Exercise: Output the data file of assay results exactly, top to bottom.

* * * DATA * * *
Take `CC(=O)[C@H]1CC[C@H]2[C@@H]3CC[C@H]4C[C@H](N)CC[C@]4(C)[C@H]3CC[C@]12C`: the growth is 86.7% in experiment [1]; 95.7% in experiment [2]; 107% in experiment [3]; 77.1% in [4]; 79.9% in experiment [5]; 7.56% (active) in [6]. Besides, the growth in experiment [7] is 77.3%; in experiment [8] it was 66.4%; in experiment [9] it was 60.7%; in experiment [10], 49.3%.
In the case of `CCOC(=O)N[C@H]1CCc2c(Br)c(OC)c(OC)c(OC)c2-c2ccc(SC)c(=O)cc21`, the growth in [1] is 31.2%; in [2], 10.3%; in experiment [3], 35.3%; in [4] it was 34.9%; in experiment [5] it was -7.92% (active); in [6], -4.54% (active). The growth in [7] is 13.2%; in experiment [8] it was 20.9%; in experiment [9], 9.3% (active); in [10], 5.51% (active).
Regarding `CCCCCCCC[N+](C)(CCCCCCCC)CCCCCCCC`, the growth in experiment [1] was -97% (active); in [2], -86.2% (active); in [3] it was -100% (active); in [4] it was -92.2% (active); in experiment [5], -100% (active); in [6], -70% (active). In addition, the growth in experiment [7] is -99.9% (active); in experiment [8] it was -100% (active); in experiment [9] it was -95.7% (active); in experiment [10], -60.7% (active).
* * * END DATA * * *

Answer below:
Take `CC(=O)[C@H]1CC[C@H]2[C@@H]3CC[C@H]4C[C@H](N)CC[C@]4(C)[C@H]3CC[C@]12C`: the growth is 86.7% in experiment [1]; 95.7% in experiment [2]; 107% in experiment [3]; 77.1% in [4]; 79.9% in experiment [5]; 7.56% (active) in [6]. Besides, the growth in experiment [7] is 77.3%; in experiment [8] it was 66.4%; in experiment [9] it was 60.7%; in experiment [10], 49.3%.
In the case of `CCOC(=O)N[C@H]1CCc2c(Br)c(OC)c(OC)c(OC)c2-c2ccc(SC)c(=O)cc21`, the growth in [1] is 31.2%; in [2], 10.3%; in experiment [3], 35.3%; in [4] it was 34.9%; in experiment [5] it was -7.92% (active); in [6], -4.54% (active). The growth in [7] is 13.2%; in experiment [8] it was 20.9%; in experiment [9], 9.3% (active); in [10], 5.51% (active).
Regarding `CCCCCCCC[N+](C)(CCCCCCCC)CCCCCCCC`, the growth in experiment [1] was -97% (active); in [2], -86.2% (active); in [3] it was -100% (active); in [4] it was -92.2% (active); in experiment [5], -100% (active); in [6], -70% (active). In addition, the growth in experiment [7] is -99.9% (active); in experiment [8] it was -100% (active); in experiment [9] it was -95.7% (active); in experiment [10], -60.7% (active).